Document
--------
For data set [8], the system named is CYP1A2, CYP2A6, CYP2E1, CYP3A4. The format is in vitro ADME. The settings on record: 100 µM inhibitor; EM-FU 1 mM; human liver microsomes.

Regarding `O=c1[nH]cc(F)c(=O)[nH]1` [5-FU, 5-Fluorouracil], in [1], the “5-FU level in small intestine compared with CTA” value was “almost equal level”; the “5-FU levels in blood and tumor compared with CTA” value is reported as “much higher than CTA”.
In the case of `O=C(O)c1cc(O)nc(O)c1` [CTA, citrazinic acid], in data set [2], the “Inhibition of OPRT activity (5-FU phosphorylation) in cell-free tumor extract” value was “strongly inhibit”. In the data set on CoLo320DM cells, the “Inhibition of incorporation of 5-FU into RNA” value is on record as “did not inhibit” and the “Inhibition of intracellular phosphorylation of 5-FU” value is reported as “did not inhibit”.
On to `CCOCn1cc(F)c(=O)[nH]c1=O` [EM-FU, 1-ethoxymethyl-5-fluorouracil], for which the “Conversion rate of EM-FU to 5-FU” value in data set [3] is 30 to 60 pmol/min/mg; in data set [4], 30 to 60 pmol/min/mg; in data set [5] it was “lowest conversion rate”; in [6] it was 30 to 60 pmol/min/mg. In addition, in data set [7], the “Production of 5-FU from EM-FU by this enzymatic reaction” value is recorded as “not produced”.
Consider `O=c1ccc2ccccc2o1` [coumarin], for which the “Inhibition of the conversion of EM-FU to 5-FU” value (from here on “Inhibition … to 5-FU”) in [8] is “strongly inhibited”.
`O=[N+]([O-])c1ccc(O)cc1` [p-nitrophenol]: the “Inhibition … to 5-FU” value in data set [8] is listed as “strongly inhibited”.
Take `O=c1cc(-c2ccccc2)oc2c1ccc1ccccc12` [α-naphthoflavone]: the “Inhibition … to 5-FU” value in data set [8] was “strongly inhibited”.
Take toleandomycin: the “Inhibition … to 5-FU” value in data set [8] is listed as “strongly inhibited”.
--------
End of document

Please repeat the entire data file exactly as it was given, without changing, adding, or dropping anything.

For data set [8], the system named is CYP1A2, CYP2A6, CYP2E1, CYP3A4. The format is in vitro ADME. The settings on record: 100 µM inhibitor; EM-FU 1 mM; human liver microsomes.

Regarding `O=c1[nH]cc(F)c(=O)[nH]1` [5-FU, 5-Fluorouracil], in [1], the “5-FU level in small intestine compared with CTA” value was “almost equal level”; the “5-FU levels in blood and tumor compared with CTA” value is reported as “much higher than CTA”.
In the case of `O=C(O)c1cc(O)nc(O)c1` [CTA, citrazinic acid], in data set [2], the “Inhibition of OPRT activity (5-FU phosphorylation) in cell-free tumor extract” value was “strongly inhibit”. In the data set on CoLo320DM cells, the “Inhibition of incorporation of 5-FU into RNA” value is on record as “did not inhibit” and the “Inhibition of intracellular phosphorylation of 5-FU” value is reported as “did not inhibit”.
On to `CCOCn1cc(F)c(=O)[nH]c1=O` [EM-FU, 1-ethoxymethyl-5-fluorouracil], for which the “Conversion rate of EM-FU to 5-FU” value in data set [3] is 30 to 60 pmol/min/mg; in data set [4], 30 to 60 pmol/min/mg; in data set [5] it was “lowest conversion rate”; in [6] it was 30 to 60 pmol/min/mg. In addition, in data set [7], the “Production of 5-FU from EM-FU by this enzymatic reaction” value is recorded as “not produced”.
Consider `O=c1ccc2ccccc2o1` [coumarin], for which the “Inhibition of the conversion of EM-FU to 5-FU” value (from here on “Inhibition … to 5-FU”) in [8] is “strongly inhibited”.
`O=[N+]([O-])c1ccc(O)cc1` [p-nitrophenol]: the “Inhibition … to 5-FU” value in data set [8] is listed as “strongly inhibited”.
Take `O=c1cc(-c2ccccc2)oc2c1ccc1ccccc12` [α-naphthoflavone]: the “Inhibition … to 5-FU” value in data set [8] was “strongly inhibited”.
Take toleandomycin: the “Inhibition … to 5-FU” value in data set [8] is listed as “strongly inhibited”.